Jews board the bus in drive to support immigrants

“Hop on the bus, Gus” worked well enough as one of Paul Simon’s “50 Ways to Leave your Lover.”

Now a group of young Bay Area Jews figure that hopping on the bus can help promote immigrants’ rights as well.

When Abigail Levine heard about a Freedom Riders-inspired bus-riding campaign culminating in a New York rally for immigrants’ rights, she knew she had to get involved. So the 24-year-old Oakland union organizer founded her own association in May to get some Jewish riders on those buses.

“We all came here from somewhere, and it wasn’t that long ago. Also, in the Torah we are commanded over 30 times to remember that we were strangers in Egypt,” explained Levine, the founder and co-director of Jews for Equal Rights for Immigrant Communities or JERICO.

“We have a culture of remembering our past. We should remember our immigrant history.”

On Tuesday buses head east from 11 cities, and the Oakland-based JERICO will have nine riders aboard, including three on the San Francisco bus. Daily updates will be posted on the organization’s upcoming Web site,

“For me, a lot of it is just a belief I have in equality. And a lot of people probably didn’t want my grandparents to come here,” said Jaime Rappaport, JERICO’s co-director, on her inspiration to join the ride. Along with Levine and San Franciscan Dan Cardozo, Rapaport represents the Bay Area contingent.

“Our organization has a dual purpose: Wield the support of the Jewish community for immigrants’ rights and foster a Jewish identity based on social justice.”

Levine and Rapaport, 22, have both worked for unions, and Rappaport spent time at an interfaith community justice labor organization in Los Angeles. The Oakland residents have both seen firsthand the abuse of recent immigrants by employers.

“One day after a union election, they’ll call immigration and they’ll come in and do raids,” said Levine of her experiences as an organizer for the Hotel and Restaurant Employees Union.

Added Rapaport, “Low-wage workers are exploited to begin with, and immigrant status adds another level to that. In effect, it brings down the standards for everyone. If people feel they can pay immigrants less and not provide health care or give paid sick leave or vacation time, it will become the standard for low-wage jobs in America.”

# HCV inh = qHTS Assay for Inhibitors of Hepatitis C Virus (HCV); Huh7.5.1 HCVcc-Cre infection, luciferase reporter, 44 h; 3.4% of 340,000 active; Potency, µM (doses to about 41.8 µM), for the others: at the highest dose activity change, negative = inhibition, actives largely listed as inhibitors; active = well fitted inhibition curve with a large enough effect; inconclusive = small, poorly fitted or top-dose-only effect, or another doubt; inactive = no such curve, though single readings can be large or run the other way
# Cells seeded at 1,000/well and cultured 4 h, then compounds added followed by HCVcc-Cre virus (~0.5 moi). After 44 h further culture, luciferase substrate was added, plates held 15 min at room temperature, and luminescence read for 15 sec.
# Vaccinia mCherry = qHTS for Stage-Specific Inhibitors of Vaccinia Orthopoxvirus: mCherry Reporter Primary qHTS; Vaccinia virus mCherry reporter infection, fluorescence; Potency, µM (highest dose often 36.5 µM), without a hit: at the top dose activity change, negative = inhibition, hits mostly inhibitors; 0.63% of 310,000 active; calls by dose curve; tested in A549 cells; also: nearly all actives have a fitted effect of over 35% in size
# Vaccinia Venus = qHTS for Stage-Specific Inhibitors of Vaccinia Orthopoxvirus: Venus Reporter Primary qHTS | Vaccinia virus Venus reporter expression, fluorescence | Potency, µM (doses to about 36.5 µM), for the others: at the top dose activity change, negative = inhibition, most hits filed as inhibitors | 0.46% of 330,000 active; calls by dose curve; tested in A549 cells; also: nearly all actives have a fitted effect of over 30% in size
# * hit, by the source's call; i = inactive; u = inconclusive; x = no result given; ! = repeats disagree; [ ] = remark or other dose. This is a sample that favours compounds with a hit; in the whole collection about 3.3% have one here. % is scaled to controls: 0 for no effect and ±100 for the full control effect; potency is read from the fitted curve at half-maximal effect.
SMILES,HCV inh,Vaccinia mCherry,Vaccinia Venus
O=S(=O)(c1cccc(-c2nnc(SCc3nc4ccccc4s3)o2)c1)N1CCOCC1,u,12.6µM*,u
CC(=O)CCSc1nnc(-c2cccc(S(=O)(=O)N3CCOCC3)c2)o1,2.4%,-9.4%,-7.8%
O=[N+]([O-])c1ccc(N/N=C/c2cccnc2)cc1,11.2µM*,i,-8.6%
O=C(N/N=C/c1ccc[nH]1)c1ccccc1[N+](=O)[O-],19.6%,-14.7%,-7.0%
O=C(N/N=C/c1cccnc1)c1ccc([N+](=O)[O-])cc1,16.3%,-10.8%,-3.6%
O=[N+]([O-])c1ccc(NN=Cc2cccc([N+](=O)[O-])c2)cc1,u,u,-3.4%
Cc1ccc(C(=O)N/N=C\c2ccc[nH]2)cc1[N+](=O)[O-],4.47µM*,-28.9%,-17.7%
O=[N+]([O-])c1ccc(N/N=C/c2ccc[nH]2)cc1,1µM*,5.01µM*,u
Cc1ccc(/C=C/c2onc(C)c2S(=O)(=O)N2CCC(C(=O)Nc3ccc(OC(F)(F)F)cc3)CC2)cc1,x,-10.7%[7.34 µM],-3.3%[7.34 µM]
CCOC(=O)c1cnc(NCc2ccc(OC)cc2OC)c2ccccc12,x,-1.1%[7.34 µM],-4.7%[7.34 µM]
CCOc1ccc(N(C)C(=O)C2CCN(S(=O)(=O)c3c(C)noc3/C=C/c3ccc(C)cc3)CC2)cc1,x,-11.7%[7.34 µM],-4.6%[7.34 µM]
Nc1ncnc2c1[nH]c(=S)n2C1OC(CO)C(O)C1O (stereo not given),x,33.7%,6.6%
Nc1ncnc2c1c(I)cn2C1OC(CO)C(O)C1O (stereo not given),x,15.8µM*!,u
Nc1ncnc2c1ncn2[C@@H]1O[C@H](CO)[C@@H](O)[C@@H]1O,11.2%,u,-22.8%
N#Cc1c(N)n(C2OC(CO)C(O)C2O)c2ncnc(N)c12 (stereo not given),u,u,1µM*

Even though JERICO is only 5 months old, a number of prominent Jewish supporters have already jumped on board. Rabbi David Saperstein of the Reform movement’s Washington, D.C.-based Religious Action Center has offered his blessing, as has Rabbi Arthur Waskow of the Shalom Center in Philadelphia.

Closer to home, Rabbi Lavey Derby of Tiburon’s Conservative Congregation Kol Shofar and Rabbi Alan Lew of San Francisco’s Conservative Beth Sholom have also lent support.

Lew’s congregation will host a Sunday rally in honor of the riders. Speakers will include S.F. attorney and former Freedom Rider Carol Ruth Silver, lawyer and Jewish activist Robert Rubin, Lew and the riders themselves.

While the bus ride pays homage to the Freedom Rides, when civil rights activists boarded buses in the 1960s to protest segregation in the South, JERICO riders admit a freedom flight to the East Coast would be quicker. But, in this case, getting there is half the goal.

Riders will be stopping along the way and politicking, alerting Americans to the plight of immigrants and registering voters. JERICO riders will also connect with Jewish communities along the way, including a celebration of Rosh Hashanah.

Rapaport notes that JERICO isn’t pushing any specific legislation — there’s no way this Congress would pass anything close to their agenda — but is rather hoping to take the first baby steps toward establishing a movement.

“For me, this ride is about taking my ideals and putting them into action for the first time,” said Cardozo, a U.C. Berkeley graduate.

“It will show immigrants that Jews haven’t forgotten where we come from and understand the struggles they go through. It will show them there are people who are willing to fight to help them enjoy the rights we do.”

A rally in support of JERICO will be held from 4 to 6 p.m. Sunday at Congregation Beth Sholom, 1301 Clement St., S.F. Information:

(510) 893-3187.

Joe Eskenazi

Joe Eskenazi is the managing editor at Mission Local. He is a former editor-at-large at San Francisco magazine, former columnist at SF Weekly and a former J. staff writer.